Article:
But the discussion around cheating almost never seems to be productive. Whether cheating happened, the scope of the cheating, what should be done about it, whether it’s worth even caring about — there are never satisfactory answers. There is only the unease that comes from knowing that something is wrong and not knowing what should be done to fix it.
Russell’s conclusion puts forward, in place of the cheating debate, two possible schools of thought that could be used to consider illegal advantage-seeking in sports in the future. One he calls the amoralist view of sports. This is a view that embraces advantage-seeking — that definitely says that cheating doesn’t matter. That cheating might even be… awesome? Sports are entertainment, and the addition of obstacles and oddities in pursuit of gaining any possible advantage adds entertainment value for fans. One might consider the McGwire-Sosa home run race in this light: Sure, maybe they were using performance-enhancing drugs, but they were a hell of a lot of fun to watch.
Advantage-seeking can also drive players and teams to innovate, giving them more incentive to lift the game to its greatest possible heights. And, ultimately, sports aren’t real; sports consequences are not real consequences in the way that US State Department consequences are real consequences. Sports are a snow globe of human nature. Everything’s in there, from the best to the worst, contained safely in a bubble; all you have to do is watch it settle. Jon Bois presents this point of view in his and Alex Rubenstein’s excellent ongoing video series about the Mariners succinctly: “Getting mad about cheating in sports,” he says, “is like walking out of the movie theater because you disagree with the actions of Darth Vader.”
The alternative Russell offers for the amoralist view of sports is what he calls broad internalism. In this view, rules “require interpretation by general principles that are as much parts of sport and games as the rules themselves.” What those general principles are is difficult to nail down. Russell’s own belief is that the most plausible principle by which to interpret game rules is in the spirit of athletic competition. Advantage-seeking that undermines sport as a means of measuring athletic feats and prowess is thus a moral ill and should not be tolerated.
Russell himself acknowledges, though, that this isn’t a satisfactory answer to the amoralist conception. And the amoralist conception of sports, while pretty easy to accept initially — sports, the thing we all like watching because it’s fun! — still feels incomplete. Pieces of entertainment like movies and plays, while made by people as real as athletes, are self-contained; the lives being depicted on the screen or the stage are, generally speaking, not literally the artists’ real lives, playing out for you to see. But for athletes, what they are doing on the field is indeed their life. The consequences may not be real for us, but they are real for them. The things they do on the field that entertain you aren’t memorized from a script; no one will yell “cut,” no curtain will fall. They aren’t just playing a game — they are living it.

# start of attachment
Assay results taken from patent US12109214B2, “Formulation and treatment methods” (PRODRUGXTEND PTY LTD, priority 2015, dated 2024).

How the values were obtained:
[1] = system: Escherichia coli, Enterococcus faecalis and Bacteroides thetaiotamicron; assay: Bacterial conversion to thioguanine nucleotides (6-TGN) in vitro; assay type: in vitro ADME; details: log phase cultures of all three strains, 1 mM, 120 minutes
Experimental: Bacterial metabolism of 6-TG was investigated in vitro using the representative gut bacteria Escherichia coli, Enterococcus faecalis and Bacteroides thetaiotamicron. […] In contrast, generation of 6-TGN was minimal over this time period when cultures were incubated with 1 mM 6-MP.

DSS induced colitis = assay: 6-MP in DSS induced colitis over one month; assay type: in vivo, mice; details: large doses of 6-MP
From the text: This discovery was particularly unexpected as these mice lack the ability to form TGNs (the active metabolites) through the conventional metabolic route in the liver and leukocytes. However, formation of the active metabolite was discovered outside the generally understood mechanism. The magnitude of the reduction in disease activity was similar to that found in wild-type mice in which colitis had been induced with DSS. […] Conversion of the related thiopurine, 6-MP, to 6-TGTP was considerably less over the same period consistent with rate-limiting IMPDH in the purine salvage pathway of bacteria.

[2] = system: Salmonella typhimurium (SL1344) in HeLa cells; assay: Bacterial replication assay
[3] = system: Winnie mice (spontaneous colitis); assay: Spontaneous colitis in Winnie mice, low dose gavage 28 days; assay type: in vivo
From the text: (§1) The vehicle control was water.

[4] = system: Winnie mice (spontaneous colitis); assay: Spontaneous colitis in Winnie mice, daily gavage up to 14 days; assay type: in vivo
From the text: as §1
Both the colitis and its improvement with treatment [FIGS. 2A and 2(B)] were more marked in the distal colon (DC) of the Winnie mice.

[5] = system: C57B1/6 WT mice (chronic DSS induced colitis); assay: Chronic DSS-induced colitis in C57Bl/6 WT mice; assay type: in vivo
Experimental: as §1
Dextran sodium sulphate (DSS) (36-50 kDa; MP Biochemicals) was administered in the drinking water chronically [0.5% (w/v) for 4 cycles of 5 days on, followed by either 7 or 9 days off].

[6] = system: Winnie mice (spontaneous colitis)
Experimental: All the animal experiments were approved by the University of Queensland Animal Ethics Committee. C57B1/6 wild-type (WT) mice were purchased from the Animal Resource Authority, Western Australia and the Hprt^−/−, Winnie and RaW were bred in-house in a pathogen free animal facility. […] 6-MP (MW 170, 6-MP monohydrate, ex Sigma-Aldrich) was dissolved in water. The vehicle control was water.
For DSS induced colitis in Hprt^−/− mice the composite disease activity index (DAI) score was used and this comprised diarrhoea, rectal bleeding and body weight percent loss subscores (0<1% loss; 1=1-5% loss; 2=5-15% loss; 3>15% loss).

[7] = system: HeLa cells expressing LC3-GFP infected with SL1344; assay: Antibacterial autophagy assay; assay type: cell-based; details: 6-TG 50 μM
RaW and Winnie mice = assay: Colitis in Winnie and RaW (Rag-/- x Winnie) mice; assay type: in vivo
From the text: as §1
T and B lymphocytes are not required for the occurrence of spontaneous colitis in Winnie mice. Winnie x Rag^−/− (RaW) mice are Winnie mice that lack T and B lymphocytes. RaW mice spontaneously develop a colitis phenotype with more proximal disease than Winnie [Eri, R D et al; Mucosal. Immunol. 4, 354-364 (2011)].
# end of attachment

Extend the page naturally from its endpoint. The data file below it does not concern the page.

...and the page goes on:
Does cheating matter? I’ve been researching and writing this piece for three months, reading dozens of journal articles and books, and I don’t exactly have an answer. Philosophers who spend their entire careers thinking about this question often don’t have answers, either, so I guess I’m not doing too badly. It still doesn’t feel right, though, not having an answer.
I keep coming back to Russell’s argument that the concept of cheating, used as a shorthand, obscures deeper issues in advantage-seeking in sports, and I wonder if the question of whether cheating matters is the wrong one to be asking.
Maybe the Astros’ trash can and the Red Sox’ replay screen don’t matter. Maybe it doesn’t matter which player or manager or executive is a cheater, and maybe it doesn’t matter whether they get suspended for one season or three.
What does matter is institutional accountability. What does matter is feeling like you’re able to trust institutions when they tell you that they’ve looked into it, that they’re doing everything they can to solve the problem, that they have a plan. People’s livelihoods matter. These are not just things that matter within the laws of the snow globe, pine tar on fingers, and cork in bats. They matter in real life. That, I think, is worth caring about.
Rachael is the current managing editor of The Hardball Times and dilettante-in-residence at FanGraphs. Previous work can be found at Baseball Prospectus, VICE Sports, and The Hardball Times.